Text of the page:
As if in response to Caster Semenya’s serial successes, the next restriction came in 2018, demanding that “any athlete who has a Difference of Sexual Development (DSD)…must reduce her blood testosterone level to below five (5) nmol/L for a continuous period of at least six months (e.g., by use of hormonal contraceptives); and thereafter must maintain her blood testosterone level below five (5) nmol/L continuously (i.e: whether she is in competition or out of competition) for so long as she wishes to remain eligible”. Once again, Caster went on to appeal to CAS against this regulation citing that she “suffered from regular fevers and had constant internal abdominal pain” caused by taking testosterone dampeners between 2010 and 2015. This time, however, CAS upheld the IAAF’s restrictions after they released a 163-page document (here is a summary) explaining why DSD athletes need to be on the dampeners. Caster filed yet another appeal, this time at the Swiss Federal Supreme Court, and lost. Determined to keep competing without restriction, Caster took her appeal (the third) to the European Court of Human Rights.
Semenya has since refused to take any medication that will inhibit her natural ability and as a result, has been barred from competing in international events that have been marked as “restricted” since the regulation took effect in 2019. In her own words, “I’ll always run 800 metres …The 800 metres is my calling, I believe in it. I can’t be forced to switch races, I’ll switch when I want to switch races. No man can tell me what to do.” Caster has always interpreted the regulations that have plagued her career as prejudice against women and an assault on women’s rights, but not so many other women have come together in agreement with her on this matter, especially fellow track athletes in the 800m category who really cannot compete against her natural advantage, with one particular athlete she faced at the World Championship in Berlin referring to her as a “man” while speaking to reporters after the race.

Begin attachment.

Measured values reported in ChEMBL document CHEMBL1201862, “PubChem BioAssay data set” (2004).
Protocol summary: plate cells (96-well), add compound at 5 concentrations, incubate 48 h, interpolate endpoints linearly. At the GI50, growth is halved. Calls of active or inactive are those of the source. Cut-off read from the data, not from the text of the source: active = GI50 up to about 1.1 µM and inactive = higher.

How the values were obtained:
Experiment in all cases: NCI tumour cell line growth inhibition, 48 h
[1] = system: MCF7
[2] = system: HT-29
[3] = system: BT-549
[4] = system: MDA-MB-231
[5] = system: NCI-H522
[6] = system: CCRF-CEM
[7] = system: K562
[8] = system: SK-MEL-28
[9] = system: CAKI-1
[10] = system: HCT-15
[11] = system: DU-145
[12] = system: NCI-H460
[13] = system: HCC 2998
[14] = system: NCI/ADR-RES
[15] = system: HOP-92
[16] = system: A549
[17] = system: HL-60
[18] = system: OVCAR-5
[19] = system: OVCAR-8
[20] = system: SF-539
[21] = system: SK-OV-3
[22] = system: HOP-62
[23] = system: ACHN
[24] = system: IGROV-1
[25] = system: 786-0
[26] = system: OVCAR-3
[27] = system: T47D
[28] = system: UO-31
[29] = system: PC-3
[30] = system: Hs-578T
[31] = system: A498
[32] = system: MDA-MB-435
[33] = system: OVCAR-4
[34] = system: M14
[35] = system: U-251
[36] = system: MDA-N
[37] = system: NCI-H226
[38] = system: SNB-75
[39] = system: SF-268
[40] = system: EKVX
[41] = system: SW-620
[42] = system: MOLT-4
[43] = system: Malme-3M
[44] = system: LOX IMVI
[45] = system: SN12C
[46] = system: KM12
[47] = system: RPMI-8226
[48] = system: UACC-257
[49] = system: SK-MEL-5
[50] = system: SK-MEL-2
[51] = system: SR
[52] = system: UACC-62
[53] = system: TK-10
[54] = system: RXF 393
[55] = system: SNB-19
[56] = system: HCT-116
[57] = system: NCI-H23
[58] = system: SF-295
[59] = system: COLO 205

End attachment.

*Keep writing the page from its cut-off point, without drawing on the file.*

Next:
The IAAF and other critics have several times debunked the allegation that the new regulations determining eligibility is a witch-hunt of Caster or an affront against her claimed femininity. In the words of Michael Beloff, Chairman of the IAAF Ethics Board, ‘‘It’s not that they are not women. The question is something different: Should they be able to compete as women in a sporting contest that’s got a binary divide? It is on this exact line that Caster contends. Who decides what is “woman” enough? Is femininity a deciding factor of sex? Reflecting on her earlier running days in 2008, she talked about how she offered to show officials her genitals when rumours sprang up regarding her sex, in a desperate attempt to avoid unfair backlash or be disqualified from the Olympics that was ahead.
In July 2023, she won her appeal at the court by a majority of four out of seven judges on the panel with the court stating that there was a “violation of the prohibition of discrimination taken together with the right to respect for private life as well as a violation of the right to an effective remedy.” perpetrated by the IAAF (now called World Athletics). This, however, does not still qualify the 31-year-old to participate again in track events regulated by World Athletics. It remains to be seen, whether we have heard the last of Caster Semenya on the track.
Disclaimer: It took me so long to get this article together, owing to its highly controversial nature (if you notice, I didn’t use any pronouns to address her for the most part of this piece). The links are there so that you can go through the facts and find the truth for yourself. But regardless of what you believe, please ensure you keep your conversations, opinions, and debates about Caster respectful and humane.